Saturday, April 16, 2011

Snow Day

Ah, April in Milwaukee.

"Play ball!"—oh yeah? Fredric Mendelson, secretary of the Brewers, sadly looked over snow covered Borchert field early Wednesday morning, then went into a huddle with other officials and called off Wednesday afternoon's opener with Minneapolis. The opening will now be held Thursday. Both the pitchers' box and home plate were protected by tarpaulin, but the rest of the park Wednesday morning lay under a light blanket of snow.
That was how the Milwaukee Journal reported the situation on the afternoon of Wednesday, April 16, 1947.

It's a nice photo of the neighborhood park, with the neat line of houses just across the right field fence. You can also clearly see the folding chairs which made up much of the Orchard's seating.

Fredric (Shorty) Mendelson was a Borchert Field fixture from the time he was 12. His father operated the Orchard's concessions, and Shorty spent his teenage summers selling hot dogs and peanuts to the Brewer faithful. He went on to Marquette, where he was a track and football star in the late 1920s. Mendelson returned to working the Borchert Field concessions full time in 1936. He parlayed his salesman skills into a part-time job in the ticket office before Bill Veeck took over the club in 1941. It didn't take long for one master salesman to recognize another, and within weeks Sport Shirt Bill made Shorty director of ticket sales.

Mendelson stayed with the club after Veeck sold his interest, and was elevated to team secretary by the new owners. In December of 1946, the Milwaukee Sentinel reported that Mendelson, by then the last of Bill Veeck's original Brewer office staff remaining with the club, "could join Veeck (with the Cleveland Indians) any hour he mentioned the word, but insists he 'likes Milwaukee' and intends to stay."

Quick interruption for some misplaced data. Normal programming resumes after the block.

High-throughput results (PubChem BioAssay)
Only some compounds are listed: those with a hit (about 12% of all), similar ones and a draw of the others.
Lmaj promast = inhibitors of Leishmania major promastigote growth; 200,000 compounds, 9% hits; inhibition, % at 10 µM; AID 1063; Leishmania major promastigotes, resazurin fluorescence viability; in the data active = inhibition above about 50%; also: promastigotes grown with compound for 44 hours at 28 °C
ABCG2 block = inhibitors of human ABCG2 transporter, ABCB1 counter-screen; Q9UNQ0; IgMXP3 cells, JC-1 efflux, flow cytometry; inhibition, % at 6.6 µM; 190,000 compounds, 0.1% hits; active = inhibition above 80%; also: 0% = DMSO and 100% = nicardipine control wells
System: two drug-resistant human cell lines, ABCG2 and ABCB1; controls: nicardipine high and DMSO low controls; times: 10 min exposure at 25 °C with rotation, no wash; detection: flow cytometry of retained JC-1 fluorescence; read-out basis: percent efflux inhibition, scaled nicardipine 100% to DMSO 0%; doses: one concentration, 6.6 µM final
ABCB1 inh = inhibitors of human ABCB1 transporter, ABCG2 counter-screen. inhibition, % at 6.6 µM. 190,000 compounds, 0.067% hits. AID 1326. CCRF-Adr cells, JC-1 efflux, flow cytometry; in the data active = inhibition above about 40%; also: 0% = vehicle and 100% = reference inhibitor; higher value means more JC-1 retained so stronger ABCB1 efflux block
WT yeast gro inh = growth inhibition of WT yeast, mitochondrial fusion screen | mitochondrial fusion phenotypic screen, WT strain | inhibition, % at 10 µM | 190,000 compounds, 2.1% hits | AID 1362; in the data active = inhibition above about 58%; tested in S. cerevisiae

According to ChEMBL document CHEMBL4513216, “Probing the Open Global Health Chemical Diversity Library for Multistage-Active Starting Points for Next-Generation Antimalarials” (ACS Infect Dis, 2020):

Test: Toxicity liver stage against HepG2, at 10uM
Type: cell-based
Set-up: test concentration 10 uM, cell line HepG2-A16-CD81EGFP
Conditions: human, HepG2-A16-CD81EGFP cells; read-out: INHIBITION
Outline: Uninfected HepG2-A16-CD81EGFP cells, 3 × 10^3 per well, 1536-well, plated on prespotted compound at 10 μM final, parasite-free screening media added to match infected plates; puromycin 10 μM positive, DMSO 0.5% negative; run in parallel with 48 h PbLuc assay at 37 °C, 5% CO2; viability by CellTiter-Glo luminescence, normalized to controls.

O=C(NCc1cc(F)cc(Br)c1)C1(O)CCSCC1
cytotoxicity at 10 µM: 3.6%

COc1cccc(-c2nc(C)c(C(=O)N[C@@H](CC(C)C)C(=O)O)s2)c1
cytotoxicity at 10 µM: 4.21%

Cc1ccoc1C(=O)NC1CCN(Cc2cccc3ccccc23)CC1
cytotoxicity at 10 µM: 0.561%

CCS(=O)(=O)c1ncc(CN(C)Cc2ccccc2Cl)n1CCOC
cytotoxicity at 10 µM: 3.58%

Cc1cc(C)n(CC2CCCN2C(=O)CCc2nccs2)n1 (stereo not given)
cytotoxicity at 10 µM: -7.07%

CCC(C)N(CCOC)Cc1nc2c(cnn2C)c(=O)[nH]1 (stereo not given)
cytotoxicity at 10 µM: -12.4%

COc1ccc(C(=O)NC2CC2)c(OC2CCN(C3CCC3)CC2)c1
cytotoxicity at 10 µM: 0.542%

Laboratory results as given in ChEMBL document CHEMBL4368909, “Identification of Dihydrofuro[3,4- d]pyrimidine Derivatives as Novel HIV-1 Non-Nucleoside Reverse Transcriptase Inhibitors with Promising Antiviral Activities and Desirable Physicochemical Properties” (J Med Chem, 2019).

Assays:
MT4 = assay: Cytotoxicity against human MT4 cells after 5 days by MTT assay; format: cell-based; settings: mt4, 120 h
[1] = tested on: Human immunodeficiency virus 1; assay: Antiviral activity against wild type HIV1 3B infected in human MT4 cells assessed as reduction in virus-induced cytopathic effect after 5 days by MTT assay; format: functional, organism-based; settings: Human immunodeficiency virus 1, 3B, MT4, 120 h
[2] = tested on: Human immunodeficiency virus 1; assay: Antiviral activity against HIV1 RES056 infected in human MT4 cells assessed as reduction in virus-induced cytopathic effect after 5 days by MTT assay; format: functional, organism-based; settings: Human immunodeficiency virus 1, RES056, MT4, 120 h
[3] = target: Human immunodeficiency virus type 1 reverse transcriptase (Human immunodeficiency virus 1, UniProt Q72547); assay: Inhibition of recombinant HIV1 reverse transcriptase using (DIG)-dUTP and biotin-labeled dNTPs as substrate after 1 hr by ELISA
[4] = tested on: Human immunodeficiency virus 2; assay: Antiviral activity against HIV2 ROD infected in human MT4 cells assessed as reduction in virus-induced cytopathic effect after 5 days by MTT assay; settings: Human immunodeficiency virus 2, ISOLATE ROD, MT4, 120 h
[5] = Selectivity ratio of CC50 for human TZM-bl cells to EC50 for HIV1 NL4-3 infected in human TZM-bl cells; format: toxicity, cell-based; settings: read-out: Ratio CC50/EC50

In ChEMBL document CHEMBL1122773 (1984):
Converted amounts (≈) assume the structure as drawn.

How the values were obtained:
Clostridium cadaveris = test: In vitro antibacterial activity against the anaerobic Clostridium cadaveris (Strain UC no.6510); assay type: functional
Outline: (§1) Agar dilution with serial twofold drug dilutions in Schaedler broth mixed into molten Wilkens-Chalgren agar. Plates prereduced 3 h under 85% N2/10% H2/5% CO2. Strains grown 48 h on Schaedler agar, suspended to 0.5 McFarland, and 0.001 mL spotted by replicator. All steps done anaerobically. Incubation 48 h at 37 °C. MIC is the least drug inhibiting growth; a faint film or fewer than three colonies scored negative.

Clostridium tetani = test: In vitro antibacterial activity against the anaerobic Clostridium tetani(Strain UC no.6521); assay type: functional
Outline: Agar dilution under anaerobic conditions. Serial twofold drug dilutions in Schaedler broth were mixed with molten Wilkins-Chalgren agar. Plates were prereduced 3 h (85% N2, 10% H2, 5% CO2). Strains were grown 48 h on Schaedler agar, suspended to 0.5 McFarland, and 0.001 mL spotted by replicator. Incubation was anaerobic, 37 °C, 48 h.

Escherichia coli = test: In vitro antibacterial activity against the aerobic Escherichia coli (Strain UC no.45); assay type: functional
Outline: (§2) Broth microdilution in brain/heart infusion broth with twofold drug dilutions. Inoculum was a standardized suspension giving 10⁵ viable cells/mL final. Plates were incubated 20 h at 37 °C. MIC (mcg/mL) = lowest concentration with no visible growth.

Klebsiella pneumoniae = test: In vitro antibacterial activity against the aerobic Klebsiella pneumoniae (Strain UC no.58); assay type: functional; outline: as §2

When the Braves bought the Brewer club for their own farm system, Shorty stayed on. He and secretary Betty Voss were frequently the only people to be found in the Borchert Field office as the out-of-town owners directed personnel moves from Boston.

In the late 40s, Mendelson spurned several other offers to leave the Brewers, including one with the NBA's Milwaukee Hawks and MECCA arena.

In 1952, Mendelson was finally convinced to leave the Brewers to manage the new Milwaukee County Stadium, then under construction. The Sentinel reported his approach to the job:
Shorty smiled the same old winning smile he had as a 12 year old hustler and said, "Yes, sir, if hard work will make the stadium a great big success, then we'll succeed."
County Stadium was indeed a success, drawing a major league club to Milwaukee before it even opened. Shorty had hit the Big Leagues, and although he didn't know it at the time, this meant he would have the opportunity to remain in his hometown long after the relocating Boston Braves sent the Brews out of town.

Having opening County Stadium, Mendelson resigned in 1954, finally leaving baseball behind to take over the daily operations of a beer distributorship in Janesville that he purchased with former Milwaukee manager (and fellow Veeck compatriot) Charlie Grimm.

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